Japanese Stocks Climb as BoJ Keeps Rates Steady

Asia Pacific markets mostly traded higher on Friday as investors reacted to the Bank of Japan's monetary policy decision as well as an overnight vote from U.K. lawmakers that could potentially delay its exit from the European Union.

The Nikkei 225 average climbed 163.83 points, or 0.8%, to close out the week at 21,450.85

The yen traded relatively flat at 111.67 to the U.S. dollar after weakening from levels near 111.00 earlier in the week.

In Hong Kong, the Hang Seng Index gained 160.87 points, or 0.6%, to 29,012.26

The Bank of Japan kept its monetary policy steady on Friday in a widely expected move. The short-term interest rate will remain at minus 0.1%. The central bank said it will purchase Japanese government bonds so that the 10-year JGB yields will remain at around zero percent. Bond yields move inversely to price.

In its policy statement, the BOJ offered a relatively weak assessment of the Japanese economy and predicted it will "continue its moderate expansion, despite being affected by the slowdown in overseas economies for the time being."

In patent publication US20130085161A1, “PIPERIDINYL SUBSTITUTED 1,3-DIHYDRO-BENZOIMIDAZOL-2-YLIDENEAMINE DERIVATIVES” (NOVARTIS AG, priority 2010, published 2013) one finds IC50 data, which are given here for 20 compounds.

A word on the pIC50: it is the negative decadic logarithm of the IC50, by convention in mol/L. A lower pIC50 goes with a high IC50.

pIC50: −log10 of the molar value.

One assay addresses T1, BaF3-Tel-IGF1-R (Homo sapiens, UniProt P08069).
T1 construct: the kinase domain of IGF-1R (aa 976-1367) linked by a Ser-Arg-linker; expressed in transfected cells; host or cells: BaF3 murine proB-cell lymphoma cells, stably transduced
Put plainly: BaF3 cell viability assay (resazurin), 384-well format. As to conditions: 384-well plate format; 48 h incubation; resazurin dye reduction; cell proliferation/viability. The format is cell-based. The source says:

Low inflation has forced the Bank of Japan to stick with a massive stimulus program despite rising costs.


The CSI 300 index recouped 46.51 points, or 1.3%, to 3,745

Chinese Premier Li Keqiang said Friday that Beijing will remain supportive of the Chinese economy as it faces new pressures on growth. He was speaking with reporters after the closing ceremony at the annual National People's Congress.

U.S. President Donald Trump said Thursday the U.S. will probably know in the next three or four weeks about a possible trade deal with China.

Chinese negotiators, meanwhile, have suggested combining a long-discussed state visit by President Xi Jinping to the U.S. with the announcement of any forthcoming agreement — they also said Beijing wants a deal to be fully ironed out before Xi sat down with Trump.

For his part, Li on Friday did not disclose details on the latest progress of the trade talks. He emphasized that the United States and China remained in close discussions, and expressed confidence that both sides had enough wisdom to diffuse tensions.

In other markets

In Singapore, the Straits Times Index notched a gain of 2.26 points, or 0.1%, to 3,200.18

Korea’s Kospi Index added 20.43 points, or 1%, to 2,176.11

In Taiwan, the Taiex Index picked up 90.59 points, or 0.9%, to 10,439.24

In New Zealand, the NZX 50 shot higher 37.77 points, or 0.4%, to 9,473.27

In Australia, the ASX 200 dropped 4.42 points, or 0.1%, to 6,175.17